Second post on NACTO street types, the neighborhood main street, from the NACTO Urban Streets Design Guide. See NACTO yield street for the first, and some background on NACTO.
The street has typical modes: motor vehicle lanes, bicycle lanes, parking areas, wide sidewalks. Features include curb extensions, short left turn lanes but long center medians, pedestrian scale and intersection lighting, planting strips with trees, but perhaps less than the yield street. The most important aspect is that there is only one general purpose travel lane per direction, meaning that the prudent driver controls the speed of other drivers. The design speed and posted speed might be as high as 30 mph, but would probably be less.
In my mind, the clutter of traffic signals is excessive. Whether signals are needed at all depends on the cross streets. If they are lesser and slower streets, stop signs or yield intersections would be much better at controlling traffic and keeping speeds low.
There are a number of streets similar to this in Sacramento. Some do not have bike lanes. Some have a center line instead of a two-way turn lane or medians. Examples of neighborhood streets in the central city include portions (but not all) of 9th, 10th, 15th, 16th, 19th, 21st, H, I, J, L, N, P and Q streets.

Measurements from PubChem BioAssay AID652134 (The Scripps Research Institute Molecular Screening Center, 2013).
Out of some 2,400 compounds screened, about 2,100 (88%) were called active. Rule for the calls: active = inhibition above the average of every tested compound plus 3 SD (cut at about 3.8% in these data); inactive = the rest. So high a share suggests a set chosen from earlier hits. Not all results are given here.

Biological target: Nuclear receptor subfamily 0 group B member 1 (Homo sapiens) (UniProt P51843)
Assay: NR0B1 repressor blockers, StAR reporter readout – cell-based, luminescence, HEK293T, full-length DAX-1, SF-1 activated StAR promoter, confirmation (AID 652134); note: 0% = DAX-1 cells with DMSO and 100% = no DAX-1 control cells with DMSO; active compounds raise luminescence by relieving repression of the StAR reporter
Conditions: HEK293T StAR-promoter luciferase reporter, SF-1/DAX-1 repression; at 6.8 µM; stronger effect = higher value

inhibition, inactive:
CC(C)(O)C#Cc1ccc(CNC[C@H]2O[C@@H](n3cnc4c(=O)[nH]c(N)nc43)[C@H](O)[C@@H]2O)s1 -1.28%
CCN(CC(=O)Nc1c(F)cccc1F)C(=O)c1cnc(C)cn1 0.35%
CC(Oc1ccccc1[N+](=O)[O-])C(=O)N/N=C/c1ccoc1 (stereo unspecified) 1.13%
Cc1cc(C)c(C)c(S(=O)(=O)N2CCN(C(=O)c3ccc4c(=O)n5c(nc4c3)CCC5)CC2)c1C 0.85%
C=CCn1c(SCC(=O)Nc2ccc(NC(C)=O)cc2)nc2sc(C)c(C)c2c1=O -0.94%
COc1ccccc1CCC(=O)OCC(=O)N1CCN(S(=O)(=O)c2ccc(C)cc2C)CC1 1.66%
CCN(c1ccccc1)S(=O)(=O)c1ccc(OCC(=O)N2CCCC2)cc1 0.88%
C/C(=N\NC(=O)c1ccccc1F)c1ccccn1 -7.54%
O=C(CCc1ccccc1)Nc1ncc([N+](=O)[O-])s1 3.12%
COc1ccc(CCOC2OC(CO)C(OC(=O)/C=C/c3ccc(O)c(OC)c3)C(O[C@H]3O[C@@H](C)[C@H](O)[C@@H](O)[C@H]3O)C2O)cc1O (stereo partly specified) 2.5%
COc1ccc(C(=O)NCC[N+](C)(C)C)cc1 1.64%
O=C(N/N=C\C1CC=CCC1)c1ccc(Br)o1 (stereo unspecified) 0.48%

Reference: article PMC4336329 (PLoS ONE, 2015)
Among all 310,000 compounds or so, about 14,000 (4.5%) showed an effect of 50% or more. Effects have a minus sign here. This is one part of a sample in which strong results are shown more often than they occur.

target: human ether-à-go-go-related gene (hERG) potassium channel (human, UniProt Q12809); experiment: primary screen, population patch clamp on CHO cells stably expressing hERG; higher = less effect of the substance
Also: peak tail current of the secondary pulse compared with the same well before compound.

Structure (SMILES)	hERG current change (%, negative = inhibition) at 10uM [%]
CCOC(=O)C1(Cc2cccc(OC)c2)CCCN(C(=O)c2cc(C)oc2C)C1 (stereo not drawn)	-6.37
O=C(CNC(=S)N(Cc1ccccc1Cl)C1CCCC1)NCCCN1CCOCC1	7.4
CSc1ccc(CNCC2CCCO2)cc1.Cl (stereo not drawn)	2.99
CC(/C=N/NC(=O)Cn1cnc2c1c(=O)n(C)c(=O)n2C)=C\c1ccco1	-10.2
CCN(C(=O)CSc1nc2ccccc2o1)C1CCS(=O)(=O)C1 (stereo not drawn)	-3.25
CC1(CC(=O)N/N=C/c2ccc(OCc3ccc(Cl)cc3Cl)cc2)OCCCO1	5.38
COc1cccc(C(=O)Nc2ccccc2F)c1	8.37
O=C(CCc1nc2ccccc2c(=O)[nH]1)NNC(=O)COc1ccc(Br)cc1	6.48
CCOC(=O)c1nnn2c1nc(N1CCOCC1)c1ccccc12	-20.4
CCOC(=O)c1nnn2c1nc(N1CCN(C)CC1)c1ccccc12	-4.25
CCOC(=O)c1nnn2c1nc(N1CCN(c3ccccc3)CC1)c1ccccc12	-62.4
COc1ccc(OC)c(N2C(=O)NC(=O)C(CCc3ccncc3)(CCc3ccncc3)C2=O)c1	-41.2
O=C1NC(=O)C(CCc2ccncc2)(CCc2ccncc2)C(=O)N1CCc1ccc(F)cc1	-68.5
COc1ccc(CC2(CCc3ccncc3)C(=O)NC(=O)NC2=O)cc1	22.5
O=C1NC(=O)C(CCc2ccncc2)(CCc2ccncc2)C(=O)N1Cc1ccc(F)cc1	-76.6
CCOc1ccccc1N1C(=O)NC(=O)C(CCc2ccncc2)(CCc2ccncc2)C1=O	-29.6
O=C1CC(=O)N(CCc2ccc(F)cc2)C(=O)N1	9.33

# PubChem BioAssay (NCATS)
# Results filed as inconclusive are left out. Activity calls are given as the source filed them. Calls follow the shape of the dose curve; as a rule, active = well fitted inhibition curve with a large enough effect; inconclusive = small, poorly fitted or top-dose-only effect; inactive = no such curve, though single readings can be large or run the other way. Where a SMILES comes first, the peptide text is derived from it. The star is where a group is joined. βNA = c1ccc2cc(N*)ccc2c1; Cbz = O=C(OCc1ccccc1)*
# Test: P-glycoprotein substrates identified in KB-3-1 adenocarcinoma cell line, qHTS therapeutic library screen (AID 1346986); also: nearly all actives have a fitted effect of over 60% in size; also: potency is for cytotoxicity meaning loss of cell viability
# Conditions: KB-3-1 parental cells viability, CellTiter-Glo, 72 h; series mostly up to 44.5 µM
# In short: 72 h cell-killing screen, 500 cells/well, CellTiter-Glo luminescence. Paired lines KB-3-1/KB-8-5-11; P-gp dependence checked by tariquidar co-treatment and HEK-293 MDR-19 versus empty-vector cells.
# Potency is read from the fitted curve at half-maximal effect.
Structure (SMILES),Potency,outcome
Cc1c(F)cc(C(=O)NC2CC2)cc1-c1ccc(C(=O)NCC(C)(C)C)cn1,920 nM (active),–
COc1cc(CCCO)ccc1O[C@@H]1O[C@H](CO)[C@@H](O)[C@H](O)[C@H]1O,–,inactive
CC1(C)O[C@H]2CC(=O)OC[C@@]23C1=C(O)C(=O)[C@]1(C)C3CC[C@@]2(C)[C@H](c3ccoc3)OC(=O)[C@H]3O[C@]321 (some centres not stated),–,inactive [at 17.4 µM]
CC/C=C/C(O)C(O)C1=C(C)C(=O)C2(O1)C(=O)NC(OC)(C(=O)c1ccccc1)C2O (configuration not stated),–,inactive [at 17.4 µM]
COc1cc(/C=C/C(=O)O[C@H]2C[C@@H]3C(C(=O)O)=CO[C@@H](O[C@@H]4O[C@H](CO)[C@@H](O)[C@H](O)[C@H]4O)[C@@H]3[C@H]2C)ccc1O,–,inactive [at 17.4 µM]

And interesting permutation of the neighborhood street is also offered by NACTO, the one-way single lane neighborhood street. These do not exist in Sacramento, but I think they are well worth exploring. There is one general purpose travel lane, one bike lane, parking on both sides, wide sidewalks, curb extensions and raised crosswalks, pedestrian scale lighting, and of course street trees. The following photo is from a Strong Towns tweet, which attributes the Vision Zero success of Hoboken to “narrow, one-way streets, high visibility crosswalks, raised intersections, curb extensions, bike & bus lanes, and removing parking spaces”. I am not, however, in favor of one-way multi-lane streets, in fact, most of them are a bane of Sacramento. I have mixed feelings about the separated bikeways (also called protected bike lanes) on 10th, P, and Q streets. Would it have been better to make these two-ways streets, or is the benefit of the separated bikeway worth it?
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[…] I have written about street classification before: how to classify streets?; NACTO yield street; NACTO neighborhood main street; and NACTO neighborhood […]